Johnson & Johnson must pay $18.8 million to a California man who said he developed cancer from exposure to its baby powder, a jury decided Tuesday, a setback for the company seeking to settle thousands of similar cases over its talc-based products in US bankruptcy court
The jury found in favor of Emory Hernandez Valadez, who filed suit last year in California state court in Oakland against J&J, seeking monetary damages. Hernandez, 24, has said he developed mesothelioma, a deadly cancer, in the tissue surrounding his heart as a result of heavy exposure to the company’s talc since childhood. The six-week trial was the first over talc that New Jersey-based J&J has faced in nearly two years.
The jury found that Hernandez was entitled to liquidated damages to compensate him for his medical expenses and pain and suffering, but declined to award punitive damages against the company. Hernández will not be able to collect the judgment for the foreseeable future, thanks to a bankruptcy court order that freezes most of the J&J talc disputes.
J&J vice president of litigation Erik Haas said in a statement that the company would appeal the verdict, calling it “irreconcilable with decades of independent scientific evaluations confirming that Johnson’s baby powder is safe, does not contain asbestos and does not cause cancer”.
An attorney for Hernandez could not immediately be reached for comment.
Reuters watched the trial via the Courtroom View Network.
In closing arguments before the jury on July 10, lawyers for J&J said there was no evidence linking Hernández’s type of mesolthelioma to asbestos or proving that Hernández was ever exposed to contaminated talc. Hernandez’s lawyers during closing arguments accused J&J of a “despicable” cover-up of decades of asbestos contamination.
Testifying in June, Hernandez told jurors that he would have avoided J&J’s talc if he had been warned that it contained asbestos, as his lawsuit alleges. The jury heard from Hernandez’s mother, Anna Camacho, who said she used large amounts of J & J baby powder on her son when she was an infant and in childhood. She cried as she described Hernandez’s illness.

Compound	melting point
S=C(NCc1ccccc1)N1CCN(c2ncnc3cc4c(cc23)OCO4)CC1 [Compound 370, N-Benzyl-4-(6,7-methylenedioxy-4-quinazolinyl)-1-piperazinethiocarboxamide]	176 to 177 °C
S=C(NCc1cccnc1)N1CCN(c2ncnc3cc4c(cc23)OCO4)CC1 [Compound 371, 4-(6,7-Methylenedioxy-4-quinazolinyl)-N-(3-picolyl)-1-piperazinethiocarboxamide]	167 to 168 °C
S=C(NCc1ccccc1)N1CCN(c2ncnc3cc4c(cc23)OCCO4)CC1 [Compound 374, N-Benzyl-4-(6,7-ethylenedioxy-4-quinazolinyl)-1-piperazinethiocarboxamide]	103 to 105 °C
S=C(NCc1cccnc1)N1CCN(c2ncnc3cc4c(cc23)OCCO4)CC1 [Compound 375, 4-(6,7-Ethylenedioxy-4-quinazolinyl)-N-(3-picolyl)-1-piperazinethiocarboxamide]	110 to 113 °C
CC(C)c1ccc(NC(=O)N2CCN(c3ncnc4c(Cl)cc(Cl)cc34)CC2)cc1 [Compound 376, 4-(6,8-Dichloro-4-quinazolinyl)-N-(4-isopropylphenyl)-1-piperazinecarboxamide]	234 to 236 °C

Tens of thousands of plaintiffs have sued, alleging that J&J’s baby powder and other talc products sometimes contained asbestos and caused ovarian cancer and mesothelioma. J&J has said that its talc products are safe and do not contain asbestos, which has been linked to mesothelioma.
J&J subsidiary LTL Management filed for bankruptcy in April in Trenton, New Jersey, proposing to pay $8.9 billion to settle more than 38,000 lawsuits and prevent new cases from being filed. It was the company’s second attempt to settle the talc claims in bankruptcy, after a federal appeals court rejected an earlier offer.
Most of the litigation was halted during bankruptcy proceedings, but federal bankruptcy judge Michael Kaplan, who oversees LTL’s Chapter 11, allowed Hernandez’s trial to proceed because he is expected to live only a short time.
Hernandez’s form of mesothelioma is extremely rare, making her case different from the vast majority pending against J&J.
Asbestos plaintiffs seek to have LTL’s latest bankruptcy filing dismissed. They have argued that the filing was filed in bad faith to protect the company from litigation.
J&J and LTL have argued that bankruptcy offers settlement payments to plaintiffs more fairly, efficiently and equitably than trial courts, which they have likened to a “lottery” in which some litigants get big prizes and others nothing .
J&J said in bankruptcy court documents that the costs of its talc-related verdicts, settlements and legal fees have reached about $4.5 billion.